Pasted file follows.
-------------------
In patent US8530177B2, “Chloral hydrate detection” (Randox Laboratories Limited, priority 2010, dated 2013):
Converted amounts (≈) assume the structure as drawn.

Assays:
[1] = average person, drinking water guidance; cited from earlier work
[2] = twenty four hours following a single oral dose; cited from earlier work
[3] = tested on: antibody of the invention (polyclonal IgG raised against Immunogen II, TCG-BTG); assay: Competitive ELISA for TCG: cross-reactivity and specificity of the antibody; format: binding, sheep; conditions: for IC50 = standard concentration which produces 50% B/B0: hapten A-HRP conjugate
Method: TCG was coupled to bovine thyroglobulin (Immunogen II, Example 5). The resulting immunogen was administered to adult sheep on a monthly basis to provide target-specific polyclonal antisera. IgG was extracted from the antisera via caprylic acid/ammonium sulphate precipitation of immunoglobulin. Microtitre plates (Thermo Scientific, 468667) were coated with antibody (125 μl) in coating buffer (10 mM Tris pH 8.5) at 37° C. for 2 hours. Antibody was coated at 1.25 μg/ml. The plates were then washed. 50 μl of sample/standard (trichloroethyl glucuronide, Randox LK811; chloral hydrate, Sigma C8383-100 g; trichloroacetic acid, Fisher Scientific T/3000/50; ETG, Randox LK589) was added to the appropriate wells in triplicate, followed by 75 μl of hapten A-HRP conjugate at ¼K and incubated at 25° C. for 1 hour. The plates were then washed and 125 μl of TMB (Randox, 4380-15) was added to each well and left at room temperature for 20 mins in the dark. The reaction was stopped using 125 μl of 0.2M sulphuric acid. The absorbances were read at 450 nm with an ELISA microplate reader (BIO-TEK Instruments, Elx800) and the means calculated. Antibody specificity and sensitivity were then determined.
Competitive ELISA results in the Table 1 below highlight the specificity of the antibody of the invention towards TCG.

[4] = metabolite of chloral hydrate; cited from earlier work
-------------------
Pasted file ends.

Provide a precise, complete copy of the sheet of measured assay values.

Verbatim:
In patent US8530177B2, “Chloral hydrate detection” (Randox Laboratories Limited, priority 2010, dated 2013):
Converted amounts (≈) assume the structure as drawn.

Assays:
[1] = average person, drinking water guidance; cited from earlier work
[2] = twenty four hours following a single oral dose; cited from earlier work
[3] = tested on: antibody of the invention (polyclonal IgG raised against Immunogen II, TCG-BTG); assay: Competitive ELISA for TCG: cross-reactivity and specificity of the antibody; format: binding, sheep; conditions: for IC50 = standard concentration which produces 50% B/B0: hapten A-HRP conjugate
Method: TCG was coupled to bovine thyroglobulin (Immunogen II, Example 5). The resulting immunogen was administered to adult sheep on a monthly basis to provide target-specific polyclonal antisera. IgG was extracted from the antisera via caprylic acid/ammonium sulphate precipitation of immunoglobulin. Microtitre plates (Thermo Scientific, 468667) were coated with antibody (125 μl) in coating buffer (10 mM Tris pH 8.5) at 37° C. for 2 hours. Antibody was coated at 1.25 μg/ml. The plates were then washed. 50 μl of sample/standard (trichloroethyl glucuronide, Randox LK811; chloral hydrate, Sigma C8383-100 g; trichloroacetic acid, Fisher Scientific T/3000/50; ETG, Randox LK589) was added to the appropriate wells in triplicate, followed by 75 μl of hapten A-HRP conjugate at ¼K and incubated at 25° C. for 1 hour. The plates were then washed and 125 μl of TMB (Randox, 4380-15) was added to each well and left at room temperature for 20 mins in the dark. The reaction was stopped using 125 μl of 0.2M sulphuric acid. The absorbances were read at 450 nm with an ELISA microplate reader (BIO-TEK Instruments, Elx800) and the means calculated. Antibody specificity and sensitivity were then determined.
Competitive ELISA results in the Table 1 below highlight the specificity of the antibody of the invention towards TCG.

[4] = metabolite of chloral hydrate; cited from earlier work